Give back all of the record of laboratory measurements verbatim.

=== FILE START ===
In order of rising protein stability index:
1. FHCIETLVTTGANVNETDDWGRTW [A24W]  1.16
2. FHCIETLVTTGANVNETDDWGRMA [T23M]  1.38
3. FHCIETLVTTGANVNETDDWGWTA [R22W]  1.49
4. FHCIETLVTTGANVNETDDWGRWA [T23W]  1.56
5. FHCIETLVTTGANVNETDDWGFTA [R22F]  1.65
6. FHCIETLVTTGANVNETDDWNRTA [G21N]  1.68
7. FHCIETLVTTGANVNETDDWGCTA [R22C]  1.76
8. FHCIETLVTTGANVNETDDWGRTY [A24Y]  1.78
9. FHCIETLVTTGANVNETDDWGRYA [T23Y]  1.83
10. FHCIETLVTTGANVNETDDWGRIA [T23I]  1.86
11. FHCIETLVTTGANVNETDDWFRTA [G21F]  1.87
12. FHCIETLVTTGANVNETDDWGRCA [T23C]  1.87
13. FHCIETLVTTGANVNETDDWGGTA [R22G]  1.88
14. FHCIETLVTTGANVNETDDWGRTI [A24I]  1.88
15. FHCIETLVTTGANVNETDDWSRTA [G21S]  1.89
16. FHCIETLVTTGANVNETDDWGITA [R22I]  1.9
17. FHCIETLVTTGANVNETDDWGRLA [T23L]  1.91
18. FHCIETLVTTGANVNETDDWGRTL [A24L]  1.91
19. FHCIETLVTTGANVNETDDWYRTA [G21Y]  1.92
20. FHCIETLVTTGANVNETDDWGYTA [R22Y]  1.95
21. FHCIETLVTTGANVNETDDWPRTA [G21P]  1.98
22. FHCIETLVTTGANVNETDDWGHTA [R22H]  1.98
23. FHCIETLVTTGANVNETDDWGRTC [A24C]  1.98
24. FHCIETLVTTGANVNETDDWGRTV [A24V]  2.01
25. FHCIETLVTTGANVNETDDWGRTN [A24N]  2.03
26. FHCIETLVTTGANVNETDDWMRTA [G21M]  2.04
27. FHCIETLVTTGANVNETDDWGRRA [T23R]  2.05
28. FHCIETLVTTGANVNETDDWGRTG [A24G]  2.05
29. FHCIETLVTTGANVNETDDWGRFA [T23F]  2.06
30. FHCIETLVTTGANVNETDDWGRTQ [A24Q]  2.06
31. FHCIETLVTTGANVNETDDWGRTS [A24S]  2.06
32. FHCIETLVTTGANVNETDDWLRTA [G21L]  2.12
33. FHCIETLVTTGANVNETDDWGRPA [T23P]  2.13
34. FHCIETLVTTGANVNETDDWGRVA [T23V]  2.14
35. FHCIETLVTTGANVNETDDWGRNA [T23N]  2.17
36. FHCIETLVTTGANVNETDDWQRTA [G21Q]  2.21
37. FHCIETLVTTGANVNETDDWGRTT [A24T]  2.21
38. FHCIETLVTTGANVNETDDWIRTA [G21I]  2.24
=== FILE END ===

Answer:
In order of rising protein stability index:
1. FHCIETLVTTGANVNETDDWGRTW [A24W]  1.16
2. FHCIETLVTTGANVNETDDWGRMA [T23M]  1.38
3. FHCIETLVTTGANVNETDDWGWTA [R22W]  1.49
4. FHCIETLVTTGANVNETDDWGRWA [T23W]  1.56
5. FHCIETLVTTGANVNETDDWGFTA [R22F]  1.65
6. FHCIETLVTTGANVNETDDWNRTA [G21N]  1.68
7. FHCIETLVTTGANVNETDDWGCTA [R22C]  1.76
8. FHCIETLVTTGANVNETDDWGRTY [A24Y]  1.78
9. FHCIETLVTTGANVNETDDWGRYA [T23Y]  1.83
10. FHCIETLVTTGANVNETDDWGRIA [T23I]  1.86
11. FHCIETLVTTGANVNETDDWFRTA [G21F]  1.87
12. FHCIETLVTTGANVNETDDWGRCA [T23C]  1.87
13. FHCIETLVTTGANVNETDDWGGTA [R22G]  1.88
14. FHCIETLVTTGANVNETDDWGRTI [A24I]  1.88
15. FHCIETLVTTGANVNETDDWSRTA [G21S]  1.89
16. FHCIETLVTTGANVNETDDWGITA [R22I]  1.9
17. FHCIETLVTTGANVNETDDWGRLA [T23L]  1.91
18. FHCIETLVTTGANVNETDDWGRTL [A24L]  1.91
19. FHCIETLVTTGANVNETDDWYRTA [G21Y]  1.92
20. FHCIETLVTTGANVNETDDWGYTA [R22Y]  1.95
21. FHCIETLVTTGANVNETDDWPRTA [G21P]  1.98
22. FHCIETLVTTGANVNETDDWGHTA [R22H]  1.98
23. FHCIETLVTTGANVNETDDWGRTC [A24C]  1.98
24. FHCIETLVTTGANVNETDDWGRTV [A24V]  2.01
25. FHCIETLVTTGANVNETDDWGRTN [A24N]  2.03
26. FHCIETLVTTGANVNETDDWMRTA [G21M]  2.04
27. FHCIETLVTTGANVNETDDWGRRA [T23R]  2.05
28. FHCIETLVTTGANVNETDDWGRTG [A24G]  2.05
29. FHCIETLVTTGANVNETDDWGRFA [T23F]  2.06
30. FHCIETLVTTGANVNETDDWGRTQ [A24Q]  2.06
31. FHCIETLVTTGANVNETDDWGRTS [A24S]  2.06
32. FHCIETLVTTGANVNETDDWLRTA [G21L]  2.12
33. FHCIETLVTTGANVNETDDWGRPA [T23P]  2.13
34. FHCIETLVTTGANVNETDDWGRVA [T23V]  2.14
35. FHCIETLVTTGANVNETDDWGRNA [T23N]  2.17
36. FHCIETLVTTGANVNETDDWQRTA [G21Q]  2.21
37. FHCIETLVTTGANVNETDDWGRTT [A24T]  2.21
38. FHCIETLVTTGANVNETDDWIRTA [G21I]  2.24